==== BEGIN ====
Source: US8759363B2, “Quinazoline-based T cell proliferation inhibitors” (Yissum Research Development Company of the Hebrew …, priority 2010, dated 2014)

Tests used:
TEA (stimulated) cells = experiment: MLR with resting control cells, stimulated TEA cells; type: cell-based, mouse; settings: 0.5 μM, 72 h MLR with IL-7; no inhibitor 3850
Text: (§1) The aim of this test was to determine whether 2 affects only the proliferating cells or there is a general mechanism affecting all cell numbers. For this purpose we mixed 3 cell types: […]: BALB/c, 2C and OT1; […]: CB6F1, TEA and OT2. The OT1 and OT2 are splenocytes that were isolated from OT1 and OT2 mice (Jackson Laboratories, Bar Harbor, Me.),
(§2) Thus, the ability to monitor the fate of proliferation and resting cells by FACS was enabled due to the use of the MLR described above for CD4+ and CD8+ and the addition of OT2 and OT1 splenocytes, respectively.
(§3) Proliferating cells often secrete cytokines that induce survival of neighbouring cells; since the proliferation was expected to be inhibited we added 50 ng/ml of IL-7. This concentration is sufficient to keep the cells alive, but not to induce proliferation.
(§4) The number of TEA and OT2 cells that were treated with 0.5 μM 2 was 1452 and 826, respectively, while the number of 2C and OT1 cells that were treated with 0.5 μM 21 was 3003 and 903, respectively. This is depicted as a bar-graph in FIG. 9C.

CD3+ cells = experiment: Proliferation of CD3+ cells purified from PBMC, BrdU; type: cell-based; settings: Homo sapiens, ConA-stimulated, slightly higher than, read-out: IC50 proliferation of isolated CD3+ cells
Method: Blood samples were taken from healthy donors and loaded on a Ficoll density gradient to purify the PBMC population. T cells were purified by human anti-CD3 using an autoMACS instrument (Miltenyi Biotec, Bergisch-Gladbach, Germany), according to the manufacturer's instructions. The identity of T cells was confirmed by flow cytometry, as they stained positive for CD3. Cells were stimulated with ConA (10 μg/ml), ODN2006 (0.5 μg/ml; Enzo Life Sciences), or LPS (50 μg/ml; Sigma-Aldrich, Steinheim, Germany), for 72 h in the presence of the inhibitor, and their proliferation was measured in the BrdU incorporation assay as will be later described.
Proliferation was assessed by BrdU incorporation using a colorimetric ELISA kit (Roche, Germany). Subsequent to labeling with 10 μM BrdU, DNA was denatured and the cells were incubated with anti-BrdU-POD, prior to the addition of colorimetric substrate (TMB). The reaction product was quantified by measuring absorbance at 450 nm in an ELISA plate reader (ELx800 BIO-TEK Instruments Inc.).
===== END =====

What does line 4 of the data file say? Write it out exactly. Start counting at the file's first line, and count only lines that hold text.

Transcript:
Text: (§1) The aim of this test was to determine whether 2 affects only the proliferating cells or there is a general mechanism affecting all cell numbers. For this purpose we mixed 3 cell types: […]: BALB/c, 2C and OT1; […]: CB6F1, TEA and OT2. The OT1 and OT2 are splenocytes that were isolated from OT1 and OT2 mice (Jackson Laboratories, Bar Harbor, Me.),